Franck Bui-Huu wrote:
> Atsushi Nemoto wrote:
> >> + printk(KERN_INFO "Initial ramdisk at: 0x%p (%lu bytes)\n",
> >> + (void *)initrd_start, initrd_size);
> > You can use "0x%lx" for initrd_start and remove the cast.
> I know this
> > fragment are copied from corrent code as is, but it would be a good
> > chance to clean it up.
> You're right.
Actually the cast that is there is only pedantic. ANSI C says that
%p must be met with a void *, which might be important on some
exotic machine where pointers have a different representation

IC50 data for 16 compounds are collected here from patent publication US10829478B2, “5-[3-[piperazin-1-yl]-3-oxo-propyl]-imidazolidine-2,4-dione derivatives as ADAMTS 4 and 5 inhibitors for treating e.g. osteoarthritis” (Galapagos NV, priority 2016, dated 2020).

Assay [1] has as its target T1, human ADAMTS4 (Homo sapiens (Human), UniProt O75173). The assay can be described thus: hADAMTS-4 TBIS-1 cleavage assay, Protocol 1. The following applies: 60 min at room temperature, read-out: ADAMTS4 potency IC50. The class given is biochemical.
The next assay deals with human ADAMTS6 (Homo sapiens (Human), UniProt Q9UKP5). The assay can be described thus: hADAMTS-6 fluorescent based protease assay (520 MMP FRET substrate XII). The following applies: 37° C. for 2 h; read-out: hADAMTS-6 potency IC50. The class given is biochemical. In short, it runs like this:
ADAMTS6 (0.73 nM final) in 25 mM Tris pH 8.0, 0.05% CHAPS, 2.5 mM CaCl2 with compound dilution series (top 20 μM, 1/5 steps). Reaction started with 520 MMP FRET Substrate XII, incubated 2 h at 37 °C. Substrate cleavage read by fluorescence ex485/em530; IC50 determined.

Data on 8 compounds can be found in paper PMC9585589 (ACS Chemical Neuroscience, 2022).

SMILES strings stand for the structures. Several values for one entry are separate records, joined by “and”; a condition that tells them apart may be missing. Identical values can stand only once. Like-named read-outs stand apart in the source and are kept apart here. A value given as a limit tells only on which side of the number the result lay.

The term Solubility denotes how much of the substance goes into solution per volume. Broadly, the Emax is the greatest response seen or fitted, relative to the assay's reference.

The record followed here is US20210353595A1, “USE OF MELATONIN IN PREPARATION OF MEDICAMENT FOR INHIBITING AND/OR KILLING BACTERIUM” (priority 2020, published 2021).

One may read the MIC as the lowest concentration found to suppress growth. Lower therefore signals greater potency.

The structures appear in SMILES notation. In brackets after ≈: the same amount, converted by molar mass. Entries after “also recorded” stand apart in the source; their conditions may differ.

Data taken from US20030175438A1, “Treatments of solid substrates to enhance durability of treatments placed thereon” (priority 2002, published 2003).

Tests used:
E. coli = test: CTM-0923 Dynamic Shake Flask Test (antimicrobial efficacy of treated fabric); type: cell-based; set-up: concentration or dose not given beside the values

based on their type. Elsewhere, it would be very surprising
if omitting the (void *) caused a problem with %p.
You definitely do need a cast if you are printing a pointer
as an integer though.
And you have to cast to an integer that is wide enough for the
pointer. If you are compiling for 64 bit, that means
"unsigned long long", unless you are sure that the upper
32 bits are all zero.
Ideally, you should just be able to use %p to print pointers,
and I'd love to recommend that. It should be smart enough to
know that they are 64 bits wide. I'm looking at the vsprintf
in 2.6.17 and see that, sadly, it converts the void * pulled
from the va_arg to "unsigned long".
One last note: if you are printing hex, and want that
0x prefix, you can use the # flag, e.g.
printk(KERN_INFO "%#lx\n", 0xdeadbeefUL);